In addition to determining when libraries had begun to have librarians from one division work in the other division, it was of interest to learn whether this involvement had increased or decreased since the practice was begun, and further, to learn of plans for the future. The results of these questions are presented in Tables 11 and 12. It is notable that 48% of the respondents indicated that the percentage of technical services librarians involved in public services had increased since the practice was first begun. Only 5% indicated that it had decreased, while 24% said that it had not changed and 5% did not know. On the other hand, in libraries where public services librarians were also working in technical services, 50% of the libraries indicated that there had been no change since the practice was begun and only 20% indicated that there had been an increase (Table 11). Given that the top ranked factor in the decision to implement cross-divisional assignments was in order to improve service to users, this finding might be seen as corroborating the increased focus on the user by increasing staff presence in public services.
 

Table 11: Change in Percentage of Librarians Involved in Cross Division Functions

Change since instituted Libraries where technical services librarians involved in public services Libraries where public services librarians involved in technical services
CARL
n=14
CASUL
n=7
Total
n=21
CARL
n=8
CASUL
n=2
Total
n=10
no. % no. % no. % no. % no. % no. %
Increased 8 57 2 29 10 48 2 20 - - 2 20
No change 2 14 3 43 5 24 3 30 2 100 5 50
Decreased 1 7 - - 1 5 1 10 - - 1 10
Has varied 3 21 1 14 4 19 1 10 - - 1 10
Do not know/Not sure - - 1 14 1 5 1 10 - - 1 10

Staffing
In libraries where technical services librarians were assigned public services duties, 90% of respondents (14 CARL libraries and 7 CASUL libraries) indicated that existing technical services librarians were used at the outset. Only 1 CASUL library hired additional technical services librarians, and one CARL library used both existing and newly hired technical services librarians. Findings were similar in the libraries where public services librarians began to work also in technical services: 80% of the respondents (8 CARL libraries and 2 CASUL libraries) used existing staff. None of these libraries hired new staff except for one CARL library which used both existing and additional staff. There was also one CARL library which did not know the staffing situation at the time of implementation. (See Table 11) Given the financial climate in which libraries have operated in the first half of the decade, it was expected that changes in work assignments would be accomplished for the most part without hiring new staff.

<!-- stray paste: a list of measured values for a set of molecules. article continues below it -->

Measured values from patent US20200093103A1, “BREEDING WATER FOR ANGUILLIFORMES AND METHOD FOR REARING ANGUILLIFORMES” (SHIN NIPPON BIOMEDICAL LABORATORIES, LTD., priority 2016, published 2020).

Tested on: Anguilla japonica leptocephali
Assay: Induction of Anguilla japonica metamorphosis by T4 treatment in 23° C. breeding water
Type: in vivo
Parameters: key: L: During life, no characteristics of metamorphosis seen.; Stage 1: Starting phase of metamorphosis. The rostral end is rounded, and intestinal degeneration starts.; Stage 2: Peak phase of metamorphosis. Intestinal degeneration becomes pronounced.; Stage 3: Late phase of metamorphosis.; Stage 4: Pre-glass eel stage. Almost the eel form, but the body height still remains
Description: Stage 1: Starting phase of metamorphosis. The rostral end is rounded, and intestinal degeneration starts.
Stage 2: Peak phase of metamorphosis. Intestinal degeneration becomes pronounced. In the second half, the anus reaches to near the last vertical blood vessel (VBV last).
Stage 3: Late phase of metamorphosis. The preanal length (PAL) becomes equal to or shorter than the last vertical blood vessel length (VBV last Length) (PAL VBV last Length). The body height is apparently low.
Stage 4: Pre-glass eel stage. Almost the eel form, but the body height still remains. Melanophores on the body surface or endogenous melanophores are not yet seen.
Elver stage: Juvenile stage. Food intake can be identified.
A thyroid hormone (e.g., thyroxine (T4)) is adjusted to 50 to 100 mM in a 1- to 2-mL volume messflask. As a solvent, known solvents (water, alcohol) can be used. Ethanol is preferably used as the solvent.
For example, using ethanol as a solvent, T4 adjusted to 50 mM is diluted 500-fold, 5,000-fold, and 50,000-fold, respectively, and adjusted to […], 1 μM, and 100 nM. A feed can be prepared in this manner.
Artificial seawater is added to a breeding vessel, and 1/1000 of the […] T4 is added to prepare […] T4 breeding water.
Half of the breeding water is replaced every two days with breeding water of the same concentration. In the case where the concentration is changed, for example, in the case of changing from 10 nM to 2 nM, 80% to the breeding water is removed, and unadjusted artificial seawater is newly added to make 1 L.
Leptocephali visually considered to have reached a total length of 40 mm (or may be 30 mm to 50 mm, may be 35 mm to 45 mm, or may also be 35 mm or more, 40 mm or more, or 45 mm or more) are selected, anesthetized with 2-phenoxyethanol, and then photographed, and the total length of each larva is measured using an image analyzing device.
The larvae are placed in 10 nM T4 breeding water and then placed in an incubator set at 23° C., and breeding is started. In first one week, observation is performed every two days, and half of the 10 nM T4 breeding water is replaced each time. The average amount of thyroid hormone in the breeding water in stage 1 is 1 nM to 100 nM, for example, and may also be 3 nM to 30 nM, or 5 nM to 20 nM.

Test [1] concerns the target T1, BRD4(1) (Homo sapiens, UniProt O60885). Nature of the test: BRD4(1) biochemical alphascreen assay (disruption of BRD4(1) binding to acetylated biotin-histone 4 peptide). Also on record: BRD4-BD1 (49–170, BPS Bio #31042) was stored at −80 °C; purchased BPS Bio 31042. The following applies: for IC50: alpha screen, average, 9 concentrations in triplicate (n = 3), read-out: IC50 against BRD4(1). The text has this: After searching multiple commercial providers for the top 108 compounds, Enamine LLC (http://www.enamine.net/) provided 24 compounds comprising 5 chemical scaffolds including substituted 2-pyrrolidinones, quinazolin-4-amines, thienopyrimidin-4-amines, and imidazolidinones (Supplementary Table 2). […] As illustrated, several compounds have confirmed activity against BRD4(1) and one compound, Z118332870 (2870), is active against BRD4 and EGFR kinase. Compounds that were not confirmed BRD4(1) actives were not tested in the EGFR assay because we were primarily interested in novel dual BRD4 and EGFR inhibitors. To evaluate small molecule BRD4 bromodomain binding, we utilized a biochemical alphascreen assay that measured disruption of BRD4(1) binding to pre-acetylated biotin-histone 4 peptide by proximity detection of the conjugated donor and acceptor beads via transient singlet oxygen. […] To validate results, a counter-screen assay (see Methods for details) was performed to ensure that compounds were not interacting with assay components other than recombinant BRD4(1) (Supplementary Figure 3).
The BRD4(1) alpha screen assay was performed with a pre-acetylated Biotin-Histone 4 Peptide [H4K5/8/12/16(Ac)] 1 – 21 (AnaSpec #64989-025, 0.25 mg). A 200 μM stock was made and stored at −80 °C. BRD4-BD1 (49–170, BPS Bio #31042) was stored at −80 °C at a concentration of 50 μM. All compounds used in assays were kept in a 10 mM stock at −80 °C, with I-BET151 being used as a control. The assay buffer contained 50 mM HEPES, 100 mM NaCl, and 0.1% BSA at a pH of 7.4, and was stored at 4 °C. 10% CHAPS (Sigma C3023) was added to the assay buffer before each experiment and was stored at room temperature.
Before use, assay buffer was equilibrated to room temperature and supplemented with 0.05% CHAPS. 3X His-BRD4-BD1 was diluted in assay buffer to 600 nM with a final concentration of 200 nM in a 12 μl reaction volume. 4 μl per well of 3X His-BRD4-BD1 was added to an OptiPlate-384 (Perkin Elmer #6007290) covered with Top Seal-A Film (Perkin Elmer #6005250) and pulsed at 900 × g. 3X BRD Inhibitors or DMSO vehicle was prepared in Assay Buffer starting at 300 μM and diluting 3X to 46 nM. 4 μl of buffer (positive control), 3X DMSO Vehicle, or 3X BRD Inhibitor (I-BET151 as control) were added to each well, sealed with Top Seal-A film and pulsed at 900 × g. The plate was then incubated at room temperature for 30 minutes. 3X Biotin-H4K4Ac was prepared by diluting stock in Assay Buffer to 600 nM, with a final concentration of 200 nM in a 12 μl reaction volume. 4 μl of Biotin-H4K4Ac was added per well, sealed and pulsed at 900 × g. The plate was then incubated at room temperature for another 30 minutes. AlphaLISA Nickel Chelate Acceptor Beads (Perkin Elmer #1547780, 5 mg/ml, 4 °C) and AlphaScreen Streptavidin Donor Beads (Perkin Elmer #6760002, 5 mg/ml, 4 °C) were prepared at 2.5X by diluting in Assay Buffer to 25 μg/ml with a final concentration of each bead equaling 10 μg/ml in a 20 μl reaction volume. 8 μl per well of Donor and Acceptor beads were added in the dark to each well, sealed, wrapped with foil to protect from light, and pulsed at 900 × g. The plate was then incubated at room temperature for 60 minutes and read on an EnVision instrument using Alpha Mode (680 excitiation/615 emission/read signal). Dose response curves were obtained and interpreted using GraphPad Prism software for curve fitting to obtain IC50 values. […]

Consultation of Staff
We attempted to determine whether the viewpoints of the librarians in both divisions were considered when dual assignments were implemented by asking the respondents to indicate whether the staff would agree/disagree that their viewpoints had been considered when the new duties were assigned. In the case of technical services librarians being assigned public services functions, the majority of respondents either thought that both public services librarians and technical services had opportunity to present their points of view before the practice was implemented, or did not know if consultation had taken place. Specifically, 48% of the administrators completing the questionnaire indicated that technical services librarians would agree that they were consulted before being assigned public services duties, 15% thought they would disagree, and 38% did not know. We also asked if the public services librarians would agree that they had been consulted before technical services librarians assumed public service functions. In this case, 53% of the administrators judged that they would agree, 29% thought they would disagree, and 20% did not know.

When public services librarians were assigned duties in technical services, we again asked if the viewpoints of all librarians concerned were considered. In this case, 70% of the administrators agreed that the public service librarians had been consulted, and the remaining 30% did not know how they would respond. When asked about consultation with technical services librarians before public service librarians began to work in their division, 60% of respondents thought technical services librarians would agree that they had been consulted, 30% did not know and 10% thought that technical services librarians would disagree with the statement that their points of view were presented.

The percentage of respondents who did not know whether consultation had taken place was expected, considering that some of the working arrangements across divisions had been in place 10 years or more, and the administrators appointed since then were not always in a position to know what had happened at that time.

With few exceptions, the questionnaires were completed by administrators, some of whom told us they consulted with their staff before answering these questions, but in many cases this was not practical nor was it expected. This is an area where it would be useful to conduct further research, preferably by questioning directly the technical and public services librarians involved as to their perception of the extent of the consultation process.

Variety of Functions
Where technical services librarians were performing public services functions or vice versa, we tried to determine to what extent this was the case in terms of the both the variety of functions and the percentage of time spent in the other division. We did not attempt to establish the number of functions being performed by individual librarians, but rather by the technical services librarians or public services librarians of a library as a group. Table 12 presents the analysis of this data by division and by type of library. We found that the majority of technical services departments providing public services were performing, as a group, from 1 to 3 functions. Further breakdown of the data shows that 29% of libraries had technical services librarians performing only 1 public service duty, 24% of libraries had librarians performing 2 functions, and 19% were performing 3 functions, which accounted for 73% of the libraries responding.